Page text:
Crouch excited about joining naming committee

Rider teacher to contribute to new schools’ naming process

Manasvi Reddy, Editor-In-Chief

The naming process for WFISD’s two new high schools is officially underway. A committee of 40 individuals – 10 parents, 10 community members, 10 staff members, and 10 students 8th grade and below – met on Thursday, March 4 to outline the name selection process.

Committee members, including Rider alumna and current teacher Alisha Crouch, were appointed to equally represent all three current high schools. Individuals were chosen via a public nomination form in February.

“I did nominate myself,” she said. “That’s something I really wanted to be a part of, and I literally, the day that they were going to post it (the nomination form), was refreshing so that I could fill it out and get signed up.”

When the new schools were narrowly approved through the passage of a bond on Nov. 3, Crouch was vocal about her disapproval, as she was in favor of keeping the current facilities and names. However, the chance to contribute to such a significant part of the community was not an opportunity she was willing to dismiss.

“I love Rider High School, but the reason our school is so special is because of our identity and what we’ve built,” she said. “I want these two new schools to be able to have the same special experience that the old three schools have had. I think a lot of that starts with the name, a name that we can be proud of.”

Per the timeline provided by the school district, the committee will reconvene on May 10, where it will be randomly split into two groups, one for each school, to begin reviewing the names suggested by community members. The Board of Trustees is set to receive a list of the committee’s top 5 names by June 21 and will then discuss the options at the monthly board meeting before voting in July or early August. Mascots and school colors will also be discussed in the future.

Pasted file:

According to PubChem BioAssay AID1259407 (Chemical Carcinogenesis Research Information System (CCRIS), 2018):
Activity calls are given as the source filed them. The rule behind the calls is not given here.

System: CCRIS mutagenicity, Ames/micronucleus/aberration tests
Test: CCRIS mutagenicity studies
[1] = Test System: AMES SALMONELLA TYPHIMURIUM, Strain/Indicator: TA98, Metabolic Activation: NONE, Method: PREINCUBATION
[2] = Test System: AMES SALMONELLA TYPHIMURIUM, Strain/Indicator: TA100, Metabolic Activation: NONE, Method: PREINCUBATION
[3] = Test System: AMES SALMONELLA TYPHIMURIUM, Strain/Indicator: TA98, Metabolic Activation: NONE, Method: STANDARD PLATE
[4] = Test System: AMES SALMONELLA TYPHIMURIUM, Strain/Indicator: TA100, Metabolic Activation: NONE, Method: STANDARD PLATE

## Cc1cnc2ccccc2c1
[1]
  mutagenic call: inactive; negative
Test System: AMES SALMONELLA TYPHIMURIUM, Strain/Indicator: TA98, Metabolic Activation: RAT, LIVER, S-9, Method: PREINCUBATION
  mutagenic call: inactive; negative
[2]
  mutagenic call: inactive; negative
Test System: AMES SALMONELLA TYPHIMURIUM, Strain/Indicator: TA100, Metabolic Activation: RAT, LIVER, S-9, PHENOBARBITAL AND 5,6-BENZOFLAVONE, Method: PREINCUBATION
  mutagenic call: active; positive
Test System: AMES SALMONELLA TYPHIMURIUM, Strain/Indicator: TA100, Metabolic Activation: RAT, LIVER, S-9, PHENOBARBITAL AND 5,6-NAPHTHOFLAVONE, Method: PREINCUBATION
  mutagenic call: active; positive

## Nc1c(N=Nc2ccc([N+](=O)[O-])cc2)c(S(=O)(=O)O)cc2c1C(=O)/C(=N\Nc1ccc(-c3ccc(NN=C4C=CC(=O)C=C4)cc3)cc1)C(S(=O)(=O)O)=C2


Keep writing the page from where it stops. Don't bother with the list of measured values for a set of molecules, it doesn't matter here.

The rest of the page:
Though Crouch would prefer the two new high schools inherit the names “Rider” and “Wichita Falls,” she knows that such an occurrence is highly unlikely. However, both names, as well as “Hirschi,” cannot be found at another high school across Texas, a uniqueness Crouch believes the new schools should strive to attain as well.

“The biggest thing I’m against is just ‘East’ and ‘West,’” she said. “I don’t like that because there’s no identity, and there’s a lot of other ‘Easts’ and ‘Wests.’ Just because that’s the easy thing to do doesn’t mean it’s the right thing to do, so I’m looking forward to seeing what all of the nominations from the community are.”

Crouch, along with the rest of Wichita Falls, will submit name nominations through the conclusion of April. According to the naming criteria announced by WFISD, potential subjects include past events, geographic areas, and prominent or deceased educators, community members or notable historical persons.

Even as a member of the naming committee, Crouch’s nomination will receive the same amount of weight as any other submission, so she encourages members of the community, including students, parents and alumni, to fill out the nomination form. Among her ideas for the new schools’ namesakes are influential citizens, such as Morris K. Mercer, a former Rider football coach, or former Wichita Falls Justice of the Peace Arthur Bea Williams. 

“There’s a lot of people that have really contributed a lot to our education system,” she said. “I’m just looking forward to seeing what all the community sends in because that’s the most important thing, that we send in names that are not necessarily what I want, but what the community wants.”